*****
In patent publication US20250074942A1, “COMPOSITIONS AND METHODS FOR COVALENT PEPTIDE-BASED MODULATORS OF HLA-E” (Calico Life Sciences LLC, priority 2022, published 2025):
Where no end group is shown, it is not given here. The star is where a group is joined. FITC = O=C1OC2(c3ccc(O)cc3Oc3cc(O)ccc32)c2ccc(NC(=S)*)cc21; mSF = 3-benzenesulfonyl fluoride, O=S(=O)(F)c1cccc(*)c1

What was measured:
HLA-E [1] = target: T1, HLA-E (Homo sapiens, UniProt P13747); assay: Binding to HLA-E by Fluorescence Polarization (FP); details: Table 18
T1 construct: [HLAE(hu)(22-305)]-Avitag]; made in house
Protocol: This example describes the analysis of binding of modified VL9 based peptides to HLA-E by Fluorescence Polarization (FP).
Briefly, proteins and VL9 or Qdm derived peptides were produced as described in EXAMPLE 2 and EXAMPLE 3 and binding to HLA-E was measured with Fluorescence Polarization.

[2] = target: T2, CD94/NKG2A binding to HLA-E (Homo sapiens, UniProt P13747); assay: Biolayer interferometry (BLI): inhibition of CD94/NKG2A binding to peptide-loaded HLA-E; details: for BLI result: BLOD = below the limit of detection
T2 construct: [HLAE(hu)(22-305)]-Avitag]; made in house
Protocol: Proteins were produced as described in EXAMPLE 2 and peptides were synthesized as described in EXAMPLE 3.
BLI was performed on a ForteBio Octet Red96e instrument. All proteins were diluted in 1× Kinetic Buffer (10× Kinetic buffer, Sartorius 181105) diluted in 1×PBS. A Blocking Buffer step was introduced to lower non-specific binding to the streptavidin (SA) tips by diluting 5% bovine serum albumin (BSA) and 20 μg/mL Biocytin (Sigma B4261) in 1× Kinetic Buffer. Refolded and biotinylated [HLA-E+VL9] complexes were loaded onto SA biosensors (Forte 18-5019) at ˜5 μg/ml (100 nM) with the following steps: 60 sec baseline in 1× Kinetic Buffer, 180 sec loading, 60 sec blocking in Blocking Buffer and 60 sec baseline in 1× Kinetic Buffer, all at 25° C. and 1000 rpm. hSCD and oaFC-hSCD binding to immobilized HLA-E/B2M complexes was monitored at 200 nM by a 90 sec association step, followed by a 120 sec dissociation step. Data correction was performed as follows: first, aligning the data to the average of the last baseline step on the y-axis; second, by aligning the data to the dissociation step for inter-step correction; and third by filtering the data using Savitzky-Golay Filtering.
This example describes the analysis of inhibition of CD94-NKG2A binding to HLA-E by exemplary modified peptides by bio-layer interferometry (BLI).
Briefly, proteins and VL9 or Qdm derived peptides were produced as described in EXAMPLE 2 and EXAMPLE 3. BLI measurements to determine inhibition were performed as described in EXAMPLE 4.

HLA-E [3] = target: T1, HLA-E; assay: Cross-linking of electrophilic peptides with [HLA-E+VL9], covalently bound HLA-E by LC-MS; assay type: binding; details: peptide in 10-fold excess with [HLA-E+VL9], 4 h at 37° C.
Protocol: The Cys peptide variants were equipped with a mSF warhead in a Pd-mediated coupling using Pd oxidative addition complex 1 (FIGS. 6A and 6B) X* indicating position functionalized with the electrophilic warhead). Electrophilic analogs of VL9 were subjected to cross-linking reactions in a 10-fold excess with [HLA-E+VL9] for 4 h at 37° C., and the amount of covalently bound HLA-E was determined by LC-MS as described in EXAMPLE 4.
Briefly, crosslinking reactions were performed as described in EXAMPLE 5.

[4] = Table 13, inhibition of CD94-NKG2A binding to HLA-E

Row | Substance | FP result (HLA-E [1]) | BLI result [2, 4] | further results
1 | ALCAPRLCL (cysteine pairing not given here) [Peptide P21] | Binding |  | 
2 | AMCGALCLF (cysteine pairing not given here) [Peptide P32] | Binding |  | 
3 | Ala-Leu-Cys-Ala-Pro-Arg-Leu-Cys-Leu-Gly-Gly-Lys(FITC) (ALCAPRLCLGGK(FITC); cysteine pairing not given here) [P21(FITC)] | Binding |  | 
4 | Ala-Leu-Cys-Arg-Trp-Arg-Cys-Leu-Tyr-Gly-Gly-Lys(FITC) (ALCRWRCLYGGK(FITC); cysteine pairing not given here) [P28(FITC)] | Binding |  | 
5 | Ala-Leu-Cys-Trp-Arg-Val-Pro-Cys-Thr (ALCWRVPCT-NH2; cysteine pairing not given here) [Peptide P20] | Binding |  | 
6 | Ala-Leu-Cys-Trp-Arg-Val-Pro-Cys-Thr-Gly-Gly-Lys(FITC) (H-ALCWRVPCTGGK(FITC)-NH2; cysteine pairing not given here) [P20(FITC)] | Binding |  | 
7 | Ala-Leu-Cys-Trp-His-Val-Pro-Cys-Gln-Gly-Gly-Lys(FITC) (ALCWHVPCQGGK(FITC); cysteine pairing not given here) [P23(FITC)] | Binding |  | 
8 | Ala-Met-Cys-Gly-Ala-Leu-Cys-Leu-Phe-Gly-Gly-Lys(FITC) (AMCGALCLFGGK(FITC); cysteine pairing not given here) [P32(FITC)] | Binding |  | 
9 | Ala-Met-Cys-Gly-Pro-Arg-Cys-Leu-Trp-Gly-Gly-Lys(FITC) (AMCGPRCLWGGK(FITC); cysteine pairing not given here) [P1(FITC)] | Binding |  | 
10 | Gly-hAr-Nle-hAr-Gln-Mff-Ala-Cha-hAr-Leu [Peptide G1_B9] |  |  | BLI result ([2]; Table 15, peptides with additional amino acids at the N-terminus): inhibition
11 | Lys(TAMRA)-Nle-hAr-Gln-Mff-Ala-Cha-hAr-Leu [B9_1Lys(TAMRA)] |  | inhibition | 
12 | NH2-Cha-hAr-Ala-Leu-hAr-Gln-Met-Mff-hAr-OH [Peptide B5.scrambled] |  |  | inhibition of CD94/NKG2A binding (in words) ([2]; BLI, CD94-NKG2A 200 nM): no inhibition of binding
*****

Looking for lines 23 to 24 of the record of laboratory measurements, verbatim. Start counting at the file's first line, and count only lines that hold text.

5 | Ala-Leu-Cys-Trp-Arg-Val-Pro-Cys-Thr (ALCWRVPCT-NH2; cysteine pairing not given here) [Peptide P20] | Binding |  | 
6 | Ala-Leu-Cys-Trp-Arg-Val-Pro-Cys-Thr-Gly-Gly-Lys(FITC) (H-ALCWRVPCTGGK(FITC)-NH2; cysteine pairing not given here) [P20(FITC)] | Binding |  | 